A pharmacist is a person who has been trained and certified to dispense medicinal drugs to patients. The drugs are prescribed to patients by a doctor, medical assistant, or other clinician, but the pharmacist's job is far more complex than simply filling orders and handing out bottles of pills. A pharmacist must have an in-depth knowledge of medicine, how different drugs interact with each other, and how certain individuals may react differently to various medications. A pharmacist is also in charge of educating the patient about proper dosages, side effects, and other considerations that are important when taking a particular medicine. In many ways, the pharmacist is like a liaison between the doctor and the patient when medication is involved, which means this health professional plays a vital role in the treatment process.
A pharmacist is required to have a high school degree or GED, in addition to a degree called a Pharm.D., or Doctor of Pharmacy. Students have the option of embarking on a four-year pharmacy program after they have completed two years of undergraduate study, which means it generally takes about six years to train to be a pharmacist. Be aware that this is only for schools that offer a pre-pharmacy program. Some schools do not offer these programs, in which case students will need to obtain their four-year Bachelor of Science degree with the requisite coursework to apply to a pharmacy program after graduation. Pharmacy students should expect to take courses in:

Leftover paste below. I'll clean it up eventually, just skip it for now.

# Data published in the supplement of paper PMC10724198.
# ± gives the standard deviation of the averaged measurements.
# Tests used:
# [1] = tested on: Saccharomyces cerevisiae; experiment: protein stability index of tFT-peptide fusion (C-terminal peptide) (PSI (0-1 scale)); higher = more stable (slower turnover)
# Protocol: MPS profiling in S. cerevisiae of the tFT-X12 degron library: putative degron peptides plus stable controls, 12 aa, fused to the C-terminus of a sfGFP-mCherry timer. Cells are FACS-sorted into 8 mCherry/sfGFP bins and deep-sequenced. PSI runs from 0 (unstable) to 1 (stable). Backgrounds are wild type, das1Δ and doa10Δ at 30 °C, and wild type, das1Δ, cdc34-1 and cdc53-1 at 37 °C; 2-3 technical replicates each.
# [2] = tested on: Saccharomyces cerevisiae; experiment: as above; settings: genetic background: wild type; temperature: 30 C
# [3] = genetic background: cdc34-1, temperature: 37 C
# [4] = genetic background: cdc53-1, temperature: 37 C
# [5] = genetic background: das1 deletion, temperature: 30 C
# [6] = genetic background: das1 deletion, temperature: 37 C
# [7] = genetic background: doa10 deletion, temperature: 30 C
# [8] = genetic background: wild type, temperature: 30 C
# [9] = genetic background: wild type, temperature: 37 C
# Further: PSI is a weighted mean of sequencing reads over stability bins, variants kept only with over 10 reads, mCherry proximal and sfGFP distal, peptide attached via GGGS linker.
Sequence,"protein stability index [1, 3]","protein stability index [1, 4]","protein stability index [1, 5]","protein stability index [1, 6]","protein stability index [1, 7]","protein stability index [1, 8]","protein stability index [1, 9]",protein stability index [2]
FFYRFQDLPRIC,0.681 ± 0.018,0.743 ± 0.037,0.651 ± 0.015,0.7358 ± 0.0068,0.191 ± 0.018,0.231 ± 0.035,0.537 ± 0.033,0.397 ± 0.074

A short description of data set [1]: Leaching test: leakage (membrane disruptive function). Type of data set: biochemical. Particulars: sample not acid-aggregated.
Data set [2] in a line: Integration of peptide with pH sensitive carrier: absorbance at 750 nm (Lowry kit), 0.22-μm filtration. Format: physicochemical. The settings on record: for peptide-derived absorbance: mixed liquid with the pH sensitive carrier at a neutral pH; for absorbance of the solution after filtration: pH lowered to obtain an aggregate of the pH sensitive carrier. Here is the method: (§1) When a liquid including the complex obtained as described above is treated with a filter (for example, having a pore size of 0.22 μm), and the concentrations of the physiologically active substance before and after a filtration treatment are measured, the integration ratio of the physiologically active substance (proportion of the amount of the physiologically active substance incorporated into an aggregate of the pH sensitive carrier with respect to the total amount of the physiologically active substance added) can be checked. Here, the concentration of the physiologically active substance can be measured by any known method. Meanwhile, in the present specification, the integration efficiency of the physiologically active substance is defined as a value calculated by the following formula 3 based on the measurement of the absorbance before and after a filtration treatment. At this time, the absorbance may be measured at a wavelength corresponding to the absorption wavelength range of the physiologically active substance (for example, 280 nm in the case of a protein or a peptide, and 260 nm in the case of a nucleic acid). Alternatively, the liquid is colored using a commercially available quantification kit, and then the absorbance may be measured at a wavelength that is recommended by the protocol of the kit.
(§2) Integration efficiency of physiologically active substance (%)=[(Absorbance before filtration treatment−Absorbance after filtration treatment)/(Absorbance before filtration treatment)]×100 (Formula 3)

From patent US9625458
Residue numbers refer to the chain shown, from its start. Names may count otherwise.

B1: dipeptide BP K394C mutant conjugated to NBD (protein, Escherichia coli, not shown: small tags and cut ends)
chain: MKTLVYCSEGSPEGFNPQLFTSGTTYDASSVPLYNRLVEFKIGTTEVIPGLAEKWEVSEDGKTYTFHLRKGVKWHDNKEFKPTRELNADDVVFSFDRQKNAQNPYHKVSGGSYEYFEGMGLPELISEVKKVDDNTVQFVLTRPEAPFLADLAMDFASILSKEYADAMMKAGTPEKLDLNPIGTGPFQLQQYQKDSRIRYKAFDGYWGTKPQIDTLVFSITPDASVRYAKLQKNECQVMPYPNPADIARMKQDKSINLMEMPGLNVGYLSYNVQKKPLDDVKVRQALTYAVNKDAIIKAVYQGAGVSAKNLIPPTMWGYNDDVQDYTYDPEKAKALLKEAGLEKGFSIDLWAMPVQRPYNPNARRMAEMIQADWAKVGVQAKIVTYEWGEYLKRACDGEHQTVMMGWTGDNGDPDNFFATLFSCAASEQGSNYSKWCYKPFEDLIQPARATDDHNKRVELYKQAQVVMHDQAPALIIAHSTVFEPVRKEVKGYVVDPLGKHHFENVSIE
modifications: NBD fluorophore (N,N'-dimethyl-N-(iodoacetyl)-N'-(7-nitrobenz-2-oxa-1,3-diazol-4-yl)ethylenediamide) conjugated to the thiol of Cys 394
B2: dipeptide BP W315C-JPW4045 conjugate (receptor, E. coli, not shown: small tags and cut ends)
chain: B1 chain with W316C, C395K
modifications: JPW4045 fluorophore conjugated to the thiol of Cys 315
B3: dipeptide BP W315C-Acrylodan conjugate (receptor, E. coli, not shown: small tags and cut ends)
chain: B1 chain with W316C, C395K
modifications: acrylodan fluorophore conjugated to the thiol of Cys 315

* Medical ethics
To become a pharmacist, it is also necessary to pass the PCAT (Pharmacy College Admission Test) exam prior to entering pharmacy school. Once in school, pharmacy students will need to complete a variety of rotations in both clinical and pharmaceutical settings. At the end of pharmacy school, graduates will need to pass the NAPLEX (North American Pharmacist Licensure Examination) in order to begin practicing pharmacy in the U.S. Additional exams may be required depending on the state in which you want to practice.
Benefits of Being a Pharmacist
Being a pharmacist has a variety of benefits, which may be why the number of pharmacists is expected to grow over the next few years at a faster rate than other professions. Pharmacists also make good salaries, most likely somewhere between $75,000 and $100,000. Pharmacists will enjoy good job security because people will always need prescriptions filled. The demand for pharmacists is even on the rise because of the growing popularity of retail clinics and chain pharmacies inside of drug stores. It is also projected that because of the rising elderly population, the need for pharmacists will be even greater. And finally, pharmacists also have a nice range of flexibility when it comes to their job. While many will work at the pharmacies located in drug stores and retail clinics, they may also choose to work at hospitals, schools, nursing homes, and may even be able to segue their training into pharmaceutical sales.
Qualities that it Takes to Be a Good Pharmacist
Pharmacists will actually have a great deal of interaction with patients, making it imperative that this person have a friendly, patient personality, in addition to being an expert at measuring and dispensing medications. A pharmacist will also need to stay in close communication with the doctors, nurses, and administrative staff at a multitude of hospitals and doctors' offices, which means he or she must have excellent communication and organizational skills. Most pharmacists will also oversee a staff of individuals at a pharmacy, such as pharmacy techs, so having some basic managerial skills is a must. Having an interest in emerging pharmaceutical technologies like computer systems and automated drug dispensation programs can also be a plus for someone who is looking to break into the ever-growing field of pharmacology.